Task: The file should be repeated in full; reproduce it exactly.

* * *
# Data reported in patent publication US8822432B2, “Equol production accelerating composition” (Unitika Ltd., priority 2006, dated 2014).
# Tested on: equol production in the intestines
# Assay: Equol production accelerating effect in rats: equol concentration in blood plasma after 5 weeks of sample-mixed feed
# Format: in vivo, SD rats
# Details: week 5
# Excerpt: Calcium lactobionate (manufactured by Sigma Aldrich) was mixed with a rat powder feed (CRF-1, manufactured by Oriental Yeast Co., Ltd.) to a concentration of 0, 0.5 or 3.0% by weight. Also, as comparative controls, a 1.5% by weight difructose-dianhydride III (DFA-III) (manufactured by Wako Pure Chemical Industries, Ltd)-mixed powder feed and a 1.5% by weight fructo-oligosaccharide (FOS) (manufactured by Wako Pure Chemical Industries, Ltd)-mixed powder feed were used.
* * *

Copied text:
# Data reported in patent publication US8822432B2, “Equol production accelerating composition” (Unitika Ltd., priority 2006, dated 2014).
# Tested on: equol production in the intestines
# Assay: Equol production accelerating effect in rats: equol concentration in blood plasma after 5 weeks of sample-mixed feed
# Format: in vivo, SD rats
# Details: week 5
# Excerpt: Calcium lactobionate (manufactured by Sigma Aldrich) was mixed with a rat powder feed (CRF-1, manufactured by Oriental Yeast Co., Ltd.) to a concentration of 0, 0.5 or 3.0% by weight. Also, as comparative controls, a 1.5% by weight difructose-dianhydride III (DFA-III) (manufactured by Wako Pure Chemical Industries, Ltd)-mixed powder feed and a 1.5% by weight fructo-oligosaccharide (FOS) (manufactured by Wako Pure Chemical Industries, Ltd)-mixed powder feed were used.